Within Iran, the propaganda machine of the Iranian regime continues to do its work, despite the fact that factors throughout the Iran. The latest is that the regime’s banking system is successfully meeting the requirements of the Financial Action Task Force (FATF), as evidenced by its extension of the suspension of counter-measures until next February.
On October 19, the FATF announced it was giving Iran more time to get in line with the current international norms and regulations. The FATF was set up more than 30 years ago and sets the standards for combatting and detecting money laundering or potential terrorist financing.
“After news [broke] about the [extension] of the suspension, media sources that paint a beautiful picture of FATF cheered the decision and considered it a defeat for the U.S. and the Zionist regime. And that’s despite [the fact] that after executing 90% of FATF’s requests, our country is still in the black list,” said a state-run media agency.
FATF issues statement regarding Iran
The statement from FATF paints a different picture, one that shows disappointment in the progress of the regime and warned other countries from doing business with Iran. “…the FATF expresses its disappointment that the majority of the Action Plan remains outstanding and expects Iran to proceed swiftly in the reform path to ensure that it addresses all of the remaining items by completing and implementing the necessary AML/CFT reforms,” said the statement.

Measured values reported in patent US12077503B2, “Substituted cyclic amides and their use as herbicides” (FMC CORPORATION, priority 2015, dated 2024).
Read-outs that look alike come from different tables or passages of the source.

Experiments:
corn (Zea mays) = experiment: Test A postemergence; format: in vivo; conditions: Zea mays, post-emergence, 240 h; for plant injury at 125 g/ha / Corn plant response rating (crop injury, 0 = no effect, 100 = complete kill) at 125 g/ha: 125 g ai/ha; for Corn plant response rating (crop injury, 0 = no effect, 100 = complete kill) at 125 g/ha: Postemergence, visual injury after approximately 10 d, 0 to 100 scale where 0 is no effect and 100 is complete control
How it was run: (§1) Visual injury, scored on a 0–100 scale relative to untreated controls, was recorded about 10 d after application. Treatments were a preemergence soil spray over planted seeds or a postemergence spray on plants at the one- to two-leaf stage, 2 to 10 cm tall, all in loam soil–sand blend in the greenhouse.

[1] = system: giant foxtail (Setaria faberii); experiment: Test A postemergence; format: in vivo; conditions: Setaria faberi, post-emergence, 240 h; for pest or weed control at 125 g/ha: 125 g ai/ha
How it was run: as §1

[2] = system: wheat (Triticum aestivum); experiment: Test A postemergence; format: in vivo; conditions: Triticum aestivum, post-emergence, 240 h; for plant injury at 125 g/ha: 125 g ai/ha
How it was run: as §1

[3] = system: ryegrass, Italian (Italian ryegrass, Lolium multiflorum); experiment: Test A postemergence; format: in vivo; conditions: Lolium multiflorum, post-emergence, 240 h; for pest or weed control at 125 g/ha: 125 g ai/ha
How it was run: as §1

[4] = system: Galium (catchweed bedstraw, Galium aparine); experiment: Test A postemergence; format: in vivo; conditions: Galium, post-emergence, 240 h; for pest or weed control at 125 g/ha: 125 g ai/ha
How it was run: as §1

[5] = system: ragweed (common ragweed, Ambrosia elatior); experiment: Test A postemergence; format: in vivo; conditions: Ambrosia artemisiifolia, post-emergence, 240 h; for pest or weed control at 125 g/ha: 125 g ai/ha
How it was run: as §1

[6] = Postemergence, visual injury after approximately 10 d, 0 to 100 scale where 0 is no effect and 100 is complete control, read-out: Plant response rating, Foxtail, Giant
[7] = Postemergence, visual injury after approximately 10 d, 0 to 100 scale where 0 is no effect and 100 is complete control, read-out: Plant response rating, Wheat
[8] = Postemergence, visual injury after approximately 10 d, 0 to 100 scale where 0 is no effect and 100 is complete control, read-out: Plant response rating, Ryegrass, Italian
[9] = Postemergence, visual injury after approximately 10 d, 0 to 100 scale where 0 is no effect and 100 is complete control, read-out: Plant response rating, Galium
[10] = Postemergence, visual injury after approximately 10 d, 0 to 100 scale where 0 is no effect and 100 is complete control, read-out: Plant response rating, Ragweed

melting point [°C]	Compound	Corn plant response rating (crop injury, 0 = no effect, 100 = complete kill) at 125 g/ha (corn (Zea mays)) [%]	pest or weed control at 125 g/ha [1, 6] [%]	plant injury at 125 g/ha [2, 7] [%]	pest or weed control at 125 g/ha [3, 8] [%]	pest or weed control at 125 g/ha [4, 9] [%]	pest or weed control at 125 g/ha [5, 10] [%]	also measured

Clearly, with a majority of items still undone, the regime has not reached 90% completion as they claim. Despite this, the regime wants to paint a picture of economic health that is not evident in Iran.
Mullahs talk of regime end
Throughout these volleys back and forth with the international community regarding the compliance of the regime with international law in various areas, finance being just one of them, the mullahs have started to recognize that the regime’s hold on the Iranian people is crumbling.
In various interviews and statements, members of the regime have spoken out about reality that riots and continuing protests.
“Those who are living on subsidies, they have nothing. We are heading towards riots. These riots are due to economic insecurity. Workers who haven’t been paid, how are they supposed to provide for themselves…and this leads to riots. All these riots will be taking shape,” said Hossein Raghfar, an economy expert working for the regime.
Talented Iranians, in the meantime, are fleeing Iran instead of dealing with the regime and its repressive measures. Raghfar referred to it as the country’s brain drain, which he believes will lead to more protests and riots.
Other members of the regime use words like dangerous and enemy to try to frame the situation in Iran as being the fault of those outside of Iran. They are not willing to admit that their actions could be leading to their downfall.
“We are facing a reality that there is a trust gap, with people knowing officials will not live up to their pledges. We shouldn’t deny this,” said Mohammd Javad Azari Jahromi, the Minister of Information and Communications Technology. He also noted the growing social gap between the classes of Iranians and noted that feeling of distrust was apparent in all industries and walks of life.
Iran’s inflation rate is set to go up again, pushing the Iranian economy to the brink. With increasing sanctions by the U.S., Iran’s regime may finally be seeing the end of their hold on power.